the cooling systems will lower ventilation rates and thus emissions of odor and greenhouse gases, and reduce water usage. These outcomes will lower the carbon footprint of Minnesota-produced pork. Considering the important research findings that piglet heat lamps consume significant quantities of fossil energy, we now propose to address this issue by transferring heat removed from sows to piglets via a heat exchanger and a heat pump. The heat collected from the sows via cooling pads will warm water that will go through the heat pump and then be circulated through the pads that piglets lie on in the creep area of the farrowing stall to provide warmth. With warm creep pads for piglets to lie on, we expect heat lamp use to be reduced drastically or maybe even eliminated. Creep pads designed for circulating warm water are currently available commercially. Our coordinated approach to managing heat (cooling sows and warming piglets) will efficiently keep sows and piglets in their distinctly different thermal comfort zone, improve animal welfare, enhance sow and piglet performance, and better utilize the power generated by on-site solar PV systems. In the long-term, we believe this approach will add to the incremental improvement in reducing the carbon footprint of pork. This proposal to the RARF is timely in that we can save money by installing and evaluating the sow cooling and piglet warming systems concurrently. Research will be conducted in the WCROC farrowing facility. A second focus of this proposed study is the comparison of the warm water piglet pads with electric piglet heating pads. We are anticipating questions from swine producers such as “how do warm water piglet pads compare to electric heating pads? Which type of piglet heating pad is more cost effective?” The research team will evaluate the heating performance of both pads, pig performance and behavior, energy consumption, and capital costs associated with both systems. We will address the questions of which system is more easily operated and maintained, which is more energy efficient, and which is more cost effective especially considering the use of on-site solar electricity to power the systems. Evaluation of warm water and electric heating pads allows us to use electricity generated by the on-site PV system during seasons that do not require cooling of lactating sows.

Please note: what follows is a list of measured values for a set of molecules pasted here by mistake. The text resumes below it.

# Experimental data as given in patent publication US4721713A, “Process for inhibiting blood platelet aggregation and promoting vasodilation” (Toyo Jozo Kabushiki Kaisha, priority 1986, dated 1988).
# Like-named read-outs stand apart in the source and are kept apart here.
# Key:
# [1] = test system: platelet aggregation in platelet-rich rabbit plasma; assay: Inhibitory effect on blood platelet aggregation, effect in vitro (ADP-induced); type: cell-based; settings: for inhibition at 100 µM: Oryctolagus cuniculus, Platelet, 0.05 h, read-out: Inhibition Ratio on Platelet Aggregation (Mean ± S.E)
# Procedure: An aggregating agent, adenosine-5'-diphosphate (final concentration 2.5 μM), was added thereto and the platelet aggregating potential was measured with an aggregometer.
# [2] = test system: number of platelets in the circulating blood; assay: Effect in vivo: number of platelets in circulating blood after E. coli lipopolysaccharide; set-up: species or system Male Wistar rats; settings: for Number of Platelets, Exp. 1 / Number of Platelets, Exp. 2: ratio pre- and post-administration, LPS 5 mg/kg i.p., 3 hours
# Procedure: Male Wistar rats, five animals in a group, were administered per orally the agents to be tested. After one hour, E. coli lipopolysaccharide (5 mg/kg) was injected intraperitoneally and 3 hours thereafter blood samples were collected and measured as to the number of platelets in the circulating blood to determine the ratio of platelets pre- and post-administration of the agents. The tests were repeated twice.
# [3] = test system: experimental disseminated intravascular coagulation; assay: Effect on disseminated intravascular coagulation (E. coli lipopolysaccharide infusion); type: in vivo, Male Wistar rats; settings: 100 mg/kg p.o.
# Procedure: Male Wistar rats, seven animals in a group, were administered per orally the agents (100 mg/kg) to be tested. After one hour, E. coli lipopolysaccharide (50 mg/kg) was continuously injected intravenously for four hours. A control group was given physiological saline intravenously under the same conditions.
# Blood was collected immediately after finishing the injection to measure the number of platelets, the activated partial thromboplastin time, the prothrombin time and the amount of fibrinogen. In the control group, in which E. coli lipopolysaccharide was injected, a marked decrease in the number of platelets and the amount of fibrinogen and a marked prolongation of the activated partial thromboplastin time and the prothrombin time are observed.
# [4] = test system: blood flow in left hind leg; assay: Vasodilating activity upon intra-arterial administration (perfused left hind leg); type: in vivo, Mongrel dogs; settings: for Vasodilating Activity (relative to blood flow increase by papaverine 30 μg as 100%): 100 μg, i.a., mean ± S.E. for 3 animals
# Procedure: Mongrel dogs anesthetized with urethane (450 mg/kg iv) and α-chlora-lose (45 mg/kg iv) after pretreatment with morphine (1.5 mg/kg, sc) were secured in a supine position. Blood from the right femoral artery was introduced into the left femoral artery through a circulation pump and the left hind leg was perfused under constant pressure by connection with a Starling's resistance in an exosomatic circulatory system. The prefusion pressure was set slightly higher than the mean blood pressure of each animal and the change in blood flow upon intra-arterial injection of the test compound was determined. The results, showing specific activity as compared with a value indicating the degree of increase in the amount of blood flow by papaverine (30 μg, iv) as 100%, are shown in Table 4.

Johnston and his team plan to lower the carbon-footprint of pork production by developing and evaluating innovative methods of using on-site renewable energy generation to heat piglets. This project builds upon several years of research and sponsored projects with the overall goal of reducing fossil energy consumption in production agriculture and the carbon footprint of agricultural products. Specific project objectives include:
- Design, install, and test pads for warming piglets using heat collected from their heat-stressed mothers.
- Determine if the pads improve both piglet and sow comfort using video-recordings of piglet and sow behaviors
- Perform life cycle analysis of the novel system versus the conventional heating system
- Compare warm water pads with electric pads for heating piglets.
- Schmitt, J., 2016. Trimming the Pork: IonE research guides first major meat industry GHG reductions. Http://environment.umn.edu/discovery/trimming-pork-ione-research-guides-first-major-meat-industry-ghg-reductions/
- Johnston, L., 2016. Reducing fossil fuel use in swine - one piece at a time. Presentation. National Pork Board Swine Educators Conference. St. Louis, MO. September 27, 2016
- Jeon, J.H., Yeon, S.C., Choi, Y.H., Chang, H.H., 2006. Effects of chilled drinking water on the performance of lactating sows and their litters during high ambient temperatures under farm conditions. Livest. Prod. Sci. 105:86-93
- Jeon, J.H. and Kim, D. H., 2014. Methods to Supply Chilled Drinking Water for Lactating Sows During High Ambient Temperature. Italian Journal of Animal Science, 13:4, 341, DOI:10.4081/ijas.2014.3431